From the statistics about waste and harm in healthcare—not to mention cost (which is what gets us into this mess, after all)—we know that about half of executives are doing a poor job of coordinating care. About half of you are doing a poor job of measuring and enhancing quality. About half of you are misjudging your market position. And about half of you are likely to be in a worse place strategically a year or five years from now than you are today. The scary—and hopeful—thing is, how it turns out is all based on actions over which you have some control.
It's fairly easy to understand why the "above average" myth carries some weight. What CEO doesn't think his or her efforts are paying off, regardless of the measure? Besides, it's not a scientific measure; iIt asks for an opinion on your or your health system's general performance. But its results can be revealing because clearly so many of you are wrong.
Everyone aspires to be on the right track, and if you're not on the right track, doesn't that mean that your work is beyond pointless because it's detrimental?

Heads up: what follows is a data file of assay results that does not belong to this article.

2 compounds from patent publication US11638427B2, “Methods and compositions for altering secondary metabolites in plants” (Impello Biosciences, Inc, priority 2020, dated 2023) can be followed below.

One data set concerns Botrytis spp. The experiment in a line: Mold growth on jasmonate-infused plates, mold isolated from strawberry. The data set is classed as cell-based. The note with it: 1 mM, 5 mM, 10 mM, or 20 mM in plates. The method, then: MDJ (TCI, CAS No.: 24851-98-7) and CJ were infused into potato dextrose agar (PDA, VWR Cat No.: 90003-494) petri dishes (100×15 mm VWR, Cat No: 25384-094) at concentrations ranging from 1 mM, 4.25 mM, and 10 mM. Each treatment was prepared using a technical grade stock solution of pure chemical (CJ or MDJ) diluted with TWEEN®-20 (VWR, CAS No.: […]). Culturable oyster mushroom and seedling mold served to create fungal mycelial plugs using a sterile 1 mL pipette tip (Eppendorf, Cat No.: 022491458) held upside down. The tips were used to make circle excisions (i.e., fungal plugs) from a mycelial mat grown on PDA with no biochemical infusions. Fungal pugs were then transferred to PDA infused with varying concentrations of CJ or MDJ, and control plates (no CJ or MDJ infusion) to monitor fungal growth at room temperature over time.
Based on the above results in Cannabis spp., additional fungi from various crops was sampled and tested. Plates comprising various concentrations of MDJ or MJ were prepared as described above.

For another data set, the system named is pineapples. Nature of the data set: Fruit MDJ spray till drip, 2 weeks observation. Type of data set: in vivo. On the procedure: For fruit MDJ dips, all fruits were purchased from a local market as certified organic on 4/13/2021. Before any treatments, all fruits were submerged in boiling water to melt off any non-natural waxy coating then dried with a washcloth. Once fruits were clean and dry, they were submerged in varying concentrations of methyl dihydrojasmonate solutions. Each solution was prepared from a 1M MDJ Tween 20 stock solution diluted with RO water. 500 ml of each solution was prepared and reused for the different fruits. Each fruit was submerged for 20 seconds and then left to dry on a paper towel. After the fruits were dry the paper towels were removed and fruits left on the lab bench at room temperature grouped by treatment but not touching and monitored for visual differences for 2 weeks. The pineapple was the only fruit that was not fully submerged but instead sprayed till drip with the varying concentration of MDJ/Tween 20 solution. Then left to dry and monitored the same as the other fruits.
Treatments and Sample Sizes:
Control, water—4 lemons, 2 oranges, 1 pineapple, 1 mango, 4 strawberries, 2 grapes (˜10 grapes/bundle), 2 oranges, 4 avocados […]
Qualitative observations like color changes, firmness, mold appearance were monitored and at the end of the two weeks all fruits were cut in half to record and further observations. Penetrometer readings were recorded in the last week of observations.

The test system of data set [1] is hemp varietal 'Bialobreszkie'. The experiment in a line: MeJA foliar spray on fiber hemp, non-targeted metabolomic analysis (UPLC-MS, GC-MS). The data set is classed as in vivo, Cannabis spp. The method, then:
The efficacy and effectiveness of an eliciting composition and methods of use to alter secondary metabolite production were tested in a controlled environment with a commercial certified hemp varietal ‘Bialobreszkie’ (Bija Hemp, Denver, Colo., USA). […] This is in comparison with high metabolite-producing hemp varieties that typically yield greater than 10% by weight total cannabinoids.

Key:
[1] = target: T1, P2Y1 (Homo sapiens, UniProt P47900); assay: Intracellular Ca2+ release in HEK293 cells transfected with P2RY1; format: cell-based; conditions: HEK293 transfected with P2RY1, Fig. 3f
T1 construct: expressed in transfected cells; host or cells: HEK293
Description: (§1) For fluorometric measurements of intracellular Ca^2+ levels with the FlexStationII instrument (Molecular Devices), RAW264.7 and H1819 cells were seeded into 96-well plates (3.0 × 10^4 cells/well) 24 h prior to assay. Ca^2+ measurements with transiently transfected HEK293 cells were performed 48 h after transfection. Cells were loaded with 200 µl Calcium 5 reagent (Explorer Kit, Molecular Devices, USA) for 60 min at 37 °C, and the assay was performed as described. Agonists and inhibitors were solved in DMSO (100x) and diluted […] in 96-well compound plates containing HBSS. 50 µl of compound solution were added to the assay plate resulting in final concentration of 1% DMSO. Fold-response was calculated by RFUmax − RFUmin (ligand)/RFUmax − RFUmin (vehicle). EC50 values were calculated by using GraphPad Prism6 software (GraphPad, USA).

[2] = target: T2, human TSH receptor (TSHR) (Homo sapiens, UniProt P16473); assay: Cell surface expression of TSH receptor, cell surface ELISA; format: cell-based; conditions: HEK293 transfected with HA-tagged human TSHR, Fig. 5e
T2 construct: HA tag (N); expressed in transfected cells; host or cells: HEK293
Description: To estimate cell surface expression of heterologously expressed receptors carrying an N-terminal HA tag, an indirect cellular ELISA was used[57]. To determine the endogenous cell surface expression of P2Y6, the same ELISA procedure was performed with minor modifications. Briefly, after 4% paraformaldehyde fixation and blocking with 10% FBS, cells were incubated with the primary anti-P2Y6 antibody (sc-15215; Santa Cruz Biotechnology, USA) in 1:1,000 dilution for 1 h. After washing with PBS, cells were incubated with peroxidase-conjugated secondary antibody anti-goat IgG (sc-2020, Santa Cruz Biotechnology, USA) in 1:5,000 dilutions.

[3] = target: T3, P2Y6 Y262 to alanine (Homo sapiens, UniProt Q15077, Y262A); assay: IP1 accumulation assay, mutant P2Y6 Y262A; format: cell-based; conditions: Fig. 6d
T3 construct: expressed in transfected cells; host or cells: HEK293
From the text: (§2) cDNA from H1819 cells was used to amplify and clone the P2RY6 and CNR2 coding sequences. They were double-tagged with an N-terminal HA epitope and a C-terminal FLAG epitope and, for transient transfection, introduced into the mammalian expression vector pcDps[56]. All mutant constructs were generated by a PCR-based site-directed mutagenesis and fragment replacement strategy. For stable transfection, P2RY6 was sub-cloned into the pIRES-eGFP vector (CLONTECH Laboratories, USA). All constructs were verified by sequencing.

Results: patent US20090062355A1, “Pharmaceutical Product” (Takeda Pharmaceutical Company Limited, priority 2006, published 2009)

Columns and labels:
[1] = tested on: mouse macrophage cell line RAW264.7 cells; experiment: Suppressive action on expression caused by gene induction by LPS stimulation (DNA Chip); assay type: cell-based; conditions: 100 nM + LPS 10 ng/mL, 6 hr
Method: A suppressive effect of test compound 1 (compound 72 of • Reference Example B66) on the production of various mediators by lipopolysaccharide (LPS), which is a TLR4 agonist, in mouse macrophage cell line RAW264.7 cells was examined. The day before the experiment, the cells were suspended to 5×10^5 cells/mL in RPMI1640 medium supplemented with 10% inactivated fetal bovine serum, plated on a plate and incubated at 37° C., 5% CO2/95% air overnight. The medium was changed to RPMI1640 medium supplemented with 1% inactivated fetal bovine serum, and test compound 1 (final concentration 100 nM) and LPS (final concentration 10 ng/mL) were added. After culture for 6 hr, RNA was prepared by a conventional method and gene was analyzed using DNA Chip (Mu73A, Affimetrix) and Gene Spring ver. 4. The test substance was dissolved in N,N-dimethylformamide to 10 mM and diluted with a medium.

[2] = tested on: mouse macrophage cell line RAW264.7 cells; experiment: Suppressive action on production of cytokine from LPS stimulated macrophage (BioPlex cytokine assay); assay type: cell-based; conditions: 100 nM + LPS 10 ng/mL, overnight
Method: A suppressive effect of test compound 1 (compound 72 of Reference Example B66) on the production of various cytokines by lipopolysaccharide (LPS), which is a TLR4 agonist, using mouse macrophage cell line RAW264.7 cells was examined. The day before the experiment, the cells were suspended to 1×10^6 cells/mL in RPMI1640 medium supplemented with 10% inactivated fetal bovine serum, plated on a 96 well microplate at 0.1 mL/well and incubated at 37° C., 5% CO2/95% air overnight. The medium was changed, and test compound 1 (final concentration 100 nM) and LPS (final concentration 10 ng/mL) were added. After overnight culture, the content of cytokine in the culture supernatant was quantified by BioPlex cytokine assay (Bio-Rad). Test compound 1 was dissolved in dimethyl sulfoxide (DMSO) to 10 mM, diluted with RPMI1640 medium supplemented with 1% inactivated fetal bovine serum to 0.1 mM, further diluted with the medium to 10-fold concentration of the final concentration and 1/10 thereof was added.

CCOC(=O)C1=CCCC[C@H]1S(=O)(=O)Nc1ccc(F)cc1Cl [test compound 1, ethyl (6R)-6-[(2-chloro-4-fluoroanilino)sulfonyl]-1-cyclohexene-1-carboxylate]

No, it doesn't mean that, but I think that's why a lot of CEOs gravitated away from "wrong track" as an answer. Sometimes, acknowledging that your organization is on the wrong track is the first step toward putting it on the right one.
In the real world, half of the hospital and health system CEOs will underperform and half will outperform the norm. By these responses, only 10% of you think you are in that group (12% were undecided). I typically hate it when researchers allow a wimpy response like "undecided" or "don't know," but in this case, it really fits, and more of you probably should have chosen that answer.
The really tough work on your part is to figure out whether you are on the left or right of the bell curve. That might call for some serious introspection, but you have to be honest with yourself, and perhaps more critically, get your team to be honest with you about the success of your endeavors. We'd all like to be above average, but healthcare operates in the real world, and so should you.